Having organic soil that is rich in micro-organisms is the essential building block of organic gardening and the key to growing strong and healthy plants. It is often said “Feed your soil and your soil will feed your plants” and it is so true!
They say that a teaspoon of good organic soil can contain a billion micro-organisms. This complex subterranean life breaks down organic matter which provides the nutrients and trace elements needed for plants to thrive.
Plants don’t care where their nutrients come from but if we were to use artificial fertilisers, instead of organic matter, soil becomes lifeless. We would be providing the nutrients artificially but the majority of micro-organisms that exist to break down organic matter can no longer exist and the soil becomes no more than a ‘medium’ in which to anchor roots.
By destroying one part of the food chain, however small it may be, we change the balance of the whole ecosystem. It is well known that modern [non-organic] farming systems have caused a decline in wildlife, especially in our wild bird population.
If you’ve ever glazed over when reading the composition of a fertilizer whether organic or chemical, then you’re not alone. I never really understood what the NPK ratio was about until I researched it, but all you really need to know is you need enough of each of these nutrients in your soil for plants to grow well and as an organic gardener how you can get these into your soil by natural means.
The ‘NPK’ ratio is providing a ratio value for Nitrogen (N), Phosphorus (P) and Potash (K), all of which are important for growth. The letters are from the Periodic Table of the Elements which are used in chemistry.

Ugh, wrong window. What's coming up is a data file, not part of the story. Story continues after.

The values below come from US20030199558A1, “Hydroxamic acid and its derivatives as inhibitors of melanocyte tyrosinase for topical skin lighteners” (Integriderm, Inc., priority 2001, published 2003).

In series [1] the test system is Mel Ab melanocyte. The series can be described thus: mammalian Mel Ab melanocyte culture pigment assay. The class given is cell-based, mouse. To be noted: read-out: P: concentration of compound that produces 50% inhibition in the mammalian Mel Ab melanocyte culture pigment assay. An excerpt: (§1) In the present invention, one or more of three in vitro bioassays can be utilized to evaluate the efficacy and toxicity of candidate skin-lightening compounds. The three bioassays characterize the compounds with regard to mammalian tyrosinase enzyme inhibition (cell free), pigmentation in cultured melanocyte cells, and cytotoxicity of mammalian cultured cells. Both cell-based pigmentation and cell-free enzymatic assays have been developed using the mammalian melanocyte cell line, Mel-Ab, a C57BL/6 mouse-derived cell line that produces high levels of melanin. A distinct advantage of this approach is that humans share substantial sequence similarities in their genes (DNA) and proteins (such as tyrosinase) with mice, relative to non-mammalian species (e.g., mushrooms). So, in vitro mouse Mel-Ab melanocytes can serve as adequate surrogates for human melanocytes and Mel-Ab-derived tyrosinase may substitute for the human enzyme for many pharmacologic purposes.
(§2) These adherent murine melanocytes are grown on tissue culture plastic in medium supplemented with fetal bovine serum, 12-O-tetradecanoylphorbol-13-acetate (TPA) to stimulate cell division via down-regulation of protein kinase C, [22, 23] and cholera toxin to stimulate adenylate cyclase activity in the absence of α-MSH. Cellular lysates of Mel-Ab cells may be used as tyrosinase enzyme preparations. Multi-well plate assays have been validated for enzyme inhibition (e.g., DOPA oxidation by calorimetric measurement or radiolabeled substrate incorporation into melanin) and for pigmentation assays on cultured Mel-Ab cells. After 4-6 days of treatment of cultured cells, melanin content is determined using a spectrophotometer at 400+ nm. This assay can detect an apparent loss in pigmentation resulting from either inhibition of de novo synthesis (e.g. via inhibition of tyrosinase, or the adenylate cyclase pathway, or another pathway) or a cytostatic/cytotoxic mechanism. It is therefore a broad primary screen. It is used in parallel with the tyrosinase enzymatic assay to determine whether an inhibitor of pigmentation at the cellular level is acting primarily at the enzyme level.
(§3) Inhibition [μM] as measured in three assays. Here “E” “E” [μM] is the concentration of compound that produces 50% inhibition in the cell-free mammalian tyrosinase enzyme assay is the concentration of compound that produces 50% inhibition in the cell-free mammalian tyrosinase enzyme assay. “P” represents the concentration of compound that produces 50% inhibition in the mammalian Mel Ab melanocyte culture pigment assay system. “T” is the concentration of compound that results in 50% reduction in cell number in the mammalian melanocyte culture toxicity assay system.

By law, the amount of nitrogen, phosphorus and potassium contained in a pack of fertiliser must be stated on the packaging. If the NPK ratio on a packet is 5:6:4, it means that for every 100 grams of fertiliser, there is 5 grams of nitrogen (N), six grams of phosphorus (P) and four grams of potassium (K).
That’s not so hard to understand is it? So lets look at what each of these elements does for us and what we need to look out for if there is a shortage of one of these.
Nitrogen encourages the bushy, green growth of plants. An absence of nitrogen will cause small plants, sometimes yellowing leaves and spindly, weak stems. Leafy vegetables such as
lettuce and brassicas require a lot of nitrogen.
Nitrogen (N) is a non-mineral nutrient, it is a gas found in the air that we breathe and cannot be used in this form by plants so has to be fixed into the soil first.
Some soil bacteria take up N and as these bacteria die, it then becomes available to plants in the soil. Earthworms and other micro-organisms play a big roll in providing these N fixing bacteria, so by adding organic material to the soil, micro-organisms thrive and break down the material and as they die, they are putting N into your soil.
Fixing Nitrogen in the soil with plants